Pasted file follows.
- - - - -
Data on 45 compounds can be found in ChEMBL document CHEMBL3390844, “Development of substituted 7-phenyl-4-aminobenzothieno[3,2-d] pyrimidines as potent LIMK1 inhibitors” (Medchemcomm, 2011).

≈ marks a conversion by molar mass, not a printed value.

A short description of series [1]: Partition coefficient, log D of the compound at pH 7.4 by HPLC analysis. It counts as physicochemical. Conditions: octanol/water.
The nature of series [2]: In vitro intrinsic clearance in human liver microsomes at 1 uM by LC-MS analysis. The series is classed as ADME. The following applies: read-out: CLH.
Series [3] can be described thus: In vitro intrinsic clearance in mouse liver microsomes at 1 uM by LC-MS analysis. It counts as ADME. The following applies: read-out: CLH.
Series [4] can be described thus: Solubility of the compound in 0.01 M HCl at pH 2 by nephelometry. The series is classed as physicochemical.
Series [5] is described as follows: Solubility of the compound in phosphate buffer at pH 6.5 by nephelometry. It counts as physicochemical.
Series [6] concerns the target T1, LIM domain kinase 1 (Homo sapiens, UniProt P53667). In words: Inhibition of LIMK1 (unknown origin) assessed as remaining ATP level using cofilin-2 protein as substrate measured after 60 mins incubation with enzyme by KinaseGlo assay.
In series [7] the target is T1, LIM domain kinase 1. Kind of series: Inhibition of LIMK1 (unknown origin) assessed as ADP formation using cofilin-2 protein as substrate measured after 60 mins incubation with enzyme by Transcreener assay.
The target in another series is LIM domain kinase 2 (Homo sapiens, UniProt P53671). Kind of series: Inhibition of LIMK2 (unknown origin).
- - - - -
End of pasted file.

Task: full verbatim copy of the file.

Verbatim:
Data on 45 compounds can be found in ChEMBL document CHEMBL3390844, “Development of substituted 7-phenyl-4-aminobenzothieno[3,2-d] pyrimidines as potent LIMK1 inhibitors” (Medchemcomm, 2011).

≈ marks a conversion by molar mass, not a printed value.

A short description of series [1]: Partition coefficient, log D of the compound at pH 7.4 by HPLC analysis. It counts as physicochemical. Conditions: octanol/water.
The nature of series [2]: In vitro intrinsic clearance in human liver microsomes at 1 uM by LC-MS analysis. The series is classed as ADME. The following applies: read-out: CLH.
Series [3] can be described thus: In vitro intrinsic clearance in mouse liver microsomes at 1 uM by LC-MS analysis. It counts as ADME. The following applies: read-out: CLH.
Series [4] can be described thus: Solubility of the compound in 0.01 M HCl at pH 2 by nephelometry. The series is classed as physicochemical.
Series [5] is described as follows: Solubility of the compound in phosphate buffer at pH 6.5 by nephelometry. It counts as physicochemical.
Series [6] concerns the target T1, LIM domain kinase 1 (Homo sapiens, UniProt P53667). In words: Inhibition of LIMK1 (unknown origin) assessed as remaining ATP level using cofilin-2 protein as substrate measured after 60 mins incubation with enzyme by KinaseGlo assay.
In series [7] the target is T1, LIM domain kinase 1. Kind of series: Inhibition of LIMK1 (unknown origin) assessed as ADP formation using cofilin-2 protein as substrate measured after 60 mins incubation with enzyme by Transcreener assay.
The target in another series is LIM domain kinase 2 (Homo sapiens, UniProt P53671). Kind of series: Inhibition of LIMK2 (unknown origin).